Of Life, and Death. Benaras.

Ganga aarti.

If you can express the ethos of India in just one photograph, this would be it. One does not simply visit or see the aarti, it draws you in and makes you an integral part of it.

Logically, it should be the last place anyone should ever go to (puns not intended) Its nauseatingly dirty, there are more cows on the road than bicycle’s and breathing inside the Kashi Vishwananth temple is a certified biological hazard.

Which begs to question, how has this place not imploded already ?

There has to be a larger force at play, which would explain its enigma. Before you know it, it feels like you have been here before.

Deja vu, most likely.

My visit to Benaras was not a happy one.

Carrying the ashes of a loved one is possibly the hardest thing to do, but there is something in the air in Benaras that allows you to release that grief and let the person go along with the Ganga.

Of the many questions that were on my mind on this particular trip, Benaras answered the deepest and the most hurtful one.

Why are some chosen to die when others get to live ? And the one’s that are alive, how do they find the strength to live ?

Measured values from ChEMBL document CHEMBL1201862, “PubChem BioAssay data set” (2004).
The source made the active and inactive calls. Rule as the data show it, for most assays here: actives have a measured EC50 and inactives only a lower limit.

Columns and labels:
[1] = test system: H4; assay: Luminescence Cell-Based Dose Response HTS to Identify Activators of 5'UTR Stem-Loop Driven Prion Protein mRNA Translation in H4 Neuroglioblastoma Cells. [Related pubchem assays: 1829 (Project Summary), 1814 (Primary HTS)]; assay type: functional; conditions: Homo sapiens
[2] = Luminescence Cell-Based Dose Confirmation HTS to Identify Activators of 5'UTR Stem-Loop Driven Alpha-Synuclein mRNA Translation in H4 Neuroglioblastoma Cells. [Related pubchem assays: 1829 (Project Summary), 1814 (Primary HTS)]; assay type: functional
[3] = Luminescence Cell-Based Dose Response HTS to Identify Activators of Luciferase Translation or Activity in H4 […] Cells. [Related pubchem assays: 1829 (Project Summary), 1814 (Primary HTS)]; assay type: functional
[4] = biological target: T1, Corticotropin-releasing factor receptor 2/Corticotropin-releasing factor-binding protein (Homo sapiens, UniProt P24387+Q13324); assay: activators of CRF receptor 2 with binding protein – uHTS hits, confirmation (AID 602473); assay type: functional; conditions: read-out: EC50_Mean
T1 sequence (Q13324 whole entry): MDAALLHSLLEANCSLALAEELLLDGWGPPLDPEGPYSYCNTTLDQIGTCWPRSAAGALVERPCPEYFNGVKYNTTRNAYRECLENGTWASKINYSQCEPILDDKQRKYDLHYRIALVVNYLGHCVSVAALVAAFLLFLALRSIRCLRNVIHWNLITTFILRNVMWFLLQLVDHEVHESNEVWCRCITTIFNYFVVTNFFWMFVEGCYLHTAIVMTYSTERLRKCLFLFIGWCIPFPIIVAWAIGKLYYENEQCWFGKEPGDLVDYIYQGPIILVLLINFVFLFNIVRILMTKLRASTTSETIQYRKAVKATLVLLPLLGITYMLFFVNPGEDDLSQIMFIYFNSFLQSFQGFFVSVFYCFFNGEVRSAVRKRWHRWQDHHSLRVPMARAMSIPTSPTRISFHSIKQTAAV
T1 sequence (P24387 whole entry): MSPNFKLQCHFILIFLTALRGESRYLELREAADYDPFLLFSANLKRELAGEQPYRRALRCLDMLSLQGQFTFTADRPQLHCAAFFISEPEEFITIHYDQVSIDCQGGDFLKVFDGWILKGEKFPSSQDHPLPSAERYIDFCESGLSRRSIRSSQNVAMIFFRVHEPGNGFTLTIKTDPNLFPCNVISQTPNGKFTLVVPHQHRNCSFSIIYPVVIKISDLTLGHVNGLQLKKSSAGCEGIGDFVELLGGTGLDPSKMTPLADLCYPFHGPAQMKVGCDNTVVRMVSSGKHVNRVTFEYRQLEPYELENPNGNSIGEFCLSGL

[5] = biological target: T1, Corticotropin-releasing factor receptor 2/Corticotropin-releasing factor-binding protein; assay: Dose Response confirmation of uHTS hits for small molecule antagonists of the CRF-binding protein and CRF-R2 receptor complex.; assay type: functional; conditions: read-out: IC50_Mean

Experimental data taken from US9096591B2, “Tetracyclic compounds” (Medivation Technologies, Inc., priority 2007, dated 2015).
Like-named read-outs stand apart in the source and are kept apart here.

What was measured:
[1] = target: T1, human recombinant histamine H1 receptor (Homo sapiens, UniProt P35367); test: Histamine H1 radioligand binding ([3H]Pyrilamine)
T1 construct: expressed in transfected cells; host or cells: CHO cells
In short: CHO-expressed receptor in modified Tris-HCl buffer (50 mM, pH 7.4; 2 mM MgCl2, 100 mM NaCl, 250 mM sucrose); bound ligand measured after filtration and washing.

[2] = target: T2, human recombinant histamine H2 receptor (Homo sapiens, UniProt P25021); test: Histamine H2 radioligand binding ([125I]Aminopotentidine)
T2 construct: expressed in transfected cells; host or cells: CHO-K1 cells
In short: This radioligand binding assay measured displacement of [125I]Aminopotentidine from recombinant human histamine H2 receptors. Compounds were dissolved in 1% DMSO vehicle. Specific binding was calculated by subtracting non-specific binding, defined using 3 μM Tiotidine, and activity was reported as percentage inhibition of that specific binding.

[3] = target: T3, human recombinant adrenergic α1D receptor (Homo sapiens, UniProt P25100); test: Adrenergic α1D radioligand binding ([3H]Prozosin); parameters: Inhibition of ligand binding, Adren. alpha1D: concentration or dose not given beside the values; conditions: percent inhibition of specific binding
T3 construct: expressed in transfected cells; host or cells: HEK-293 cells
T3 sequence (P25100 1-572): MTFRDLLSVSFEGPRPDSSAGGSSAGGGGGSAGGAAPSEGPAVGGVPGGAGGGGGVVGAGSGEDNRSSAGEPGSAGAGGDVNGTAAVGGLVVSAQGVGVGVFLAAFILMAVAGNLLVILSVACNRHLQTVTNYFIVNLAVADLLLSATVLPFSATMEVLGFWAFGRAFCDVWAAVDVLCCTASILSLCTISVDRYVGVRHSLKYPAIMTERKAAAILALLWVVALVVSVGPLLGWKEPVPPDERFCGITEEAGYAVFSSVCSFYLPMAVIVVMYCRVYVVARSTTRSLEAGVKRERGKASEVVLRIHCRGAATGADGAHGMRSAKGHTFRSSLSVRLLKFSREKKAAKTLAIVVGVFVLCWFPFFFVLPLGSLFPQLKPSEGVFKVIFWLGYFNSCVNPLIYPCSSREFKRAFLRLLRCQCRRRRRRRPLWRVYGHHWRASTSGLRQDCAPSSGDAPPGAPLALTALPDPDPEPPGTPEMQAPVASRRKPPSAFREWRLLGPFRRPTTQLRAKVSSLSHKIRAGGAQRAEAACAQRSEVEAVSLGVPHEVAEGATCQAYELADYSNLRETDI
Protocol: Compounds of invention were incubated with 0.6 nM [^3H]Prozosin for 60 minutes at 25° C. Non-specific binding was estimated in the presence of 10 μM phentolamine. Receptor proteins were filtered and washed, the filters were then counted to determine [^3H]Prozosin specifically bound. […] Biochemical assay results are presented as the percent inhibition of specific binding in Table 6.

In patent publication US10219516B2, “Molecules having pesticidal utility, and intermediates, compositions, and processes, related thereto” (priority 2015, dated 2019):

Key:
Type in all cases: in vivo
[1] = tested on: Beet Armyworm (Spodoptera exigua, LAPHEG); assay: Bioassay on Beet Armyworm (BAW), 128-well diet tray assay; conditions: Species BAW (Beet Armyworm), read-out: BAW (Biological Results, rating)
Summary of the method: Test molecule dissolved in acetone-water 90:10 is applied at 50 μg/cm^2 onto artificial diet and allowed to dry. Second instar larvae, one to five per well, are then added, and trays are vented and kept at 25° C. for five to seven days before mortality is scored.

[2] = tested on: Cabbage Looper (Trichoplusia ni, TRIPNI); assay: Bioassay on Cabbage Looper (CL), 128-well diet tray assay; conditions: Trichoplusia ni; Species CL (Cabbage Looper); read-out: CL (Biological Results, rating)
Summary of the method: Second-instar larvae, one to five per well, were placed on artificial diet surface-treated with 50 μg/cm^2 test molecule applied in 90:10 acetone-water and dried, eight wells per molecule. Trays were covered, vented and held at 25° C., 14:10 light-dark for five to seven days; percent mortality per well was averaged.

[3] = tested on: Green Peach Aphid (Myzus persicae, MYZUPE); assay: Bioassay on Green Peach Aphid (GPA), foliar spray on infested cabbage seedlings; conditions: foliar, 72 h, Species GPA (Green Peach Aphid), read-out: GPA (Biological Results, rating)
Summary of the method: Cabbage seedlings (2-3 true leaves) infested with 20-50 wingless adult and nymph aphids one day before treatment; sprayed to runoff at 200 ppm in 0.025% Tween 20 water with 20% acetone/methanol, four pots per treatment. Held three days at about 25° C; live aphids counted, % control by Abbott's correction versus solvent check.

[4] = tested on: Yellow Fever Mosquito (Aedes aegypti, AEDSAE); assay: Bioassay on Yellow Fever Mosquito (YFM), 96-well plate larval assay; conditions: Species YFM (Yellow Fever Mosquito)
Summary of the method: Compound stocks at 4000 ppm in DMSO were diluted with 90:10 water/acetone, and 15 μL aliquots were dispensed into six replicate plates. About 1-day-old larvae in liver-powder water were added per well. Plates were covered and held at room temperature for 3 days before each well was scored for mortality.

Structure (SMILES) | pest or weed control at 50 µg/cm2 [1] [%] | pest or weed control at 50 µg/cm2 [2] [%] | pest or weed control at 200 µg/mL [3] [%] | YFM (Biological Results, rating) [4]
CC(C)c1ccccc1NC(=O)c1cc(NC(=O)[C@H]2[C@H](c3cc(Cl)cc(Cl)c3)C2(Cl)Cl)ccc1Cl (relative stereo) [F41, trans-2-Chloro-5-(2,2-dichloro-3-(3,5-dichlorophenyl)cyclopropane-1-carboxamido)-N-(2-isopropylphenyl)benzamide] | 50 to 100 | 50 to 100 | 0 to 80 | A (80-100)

This is the farthest I got to explaining.

In life, there is a fine line between hope and despair. The two meet at Benaras. I spent the majority of my time looking at decomposing bodies of animals and humans alike at the Manikarnika Ghat.

And somewhere in the course of that time, it dawned on me.

Life has continued at these hallowed grounds for centuries. It will continue after me.

A certain acceptance that everything that is born must die and that ashes to ashes and dust to dust is the only real truth of life. Its liberating. Takes the guilt out of moving on. It allows you to enjoy the reminder of your life without living in the shadow of the dead.

If this is not India’s greatest gift to the world, what is ?

In its infinite wisdom, India sees babies having their heads shaved right next to a body being cremated. Its heartening, this feeling of karma and re-birth. It allows you to think that the dead have moved on, they will choose when they want to come back. You can live your life now.

This is what endears people to Indian culture. It gives you the strength to accept what is and leave to God what is not more than any other religion in the world.

Our dependency on God is not a weakness, it is what keeps this country going.

Benaras threw the reality of my situation in my face; then it sat right beside me as I dealt with it and moved on.

And this is why I recommend going to Benaras. Let her take your pain away, Let it flow in the Ganga, Let yourself be immersed in the aarti, Let yourself be.

You will come back feeling lighter.

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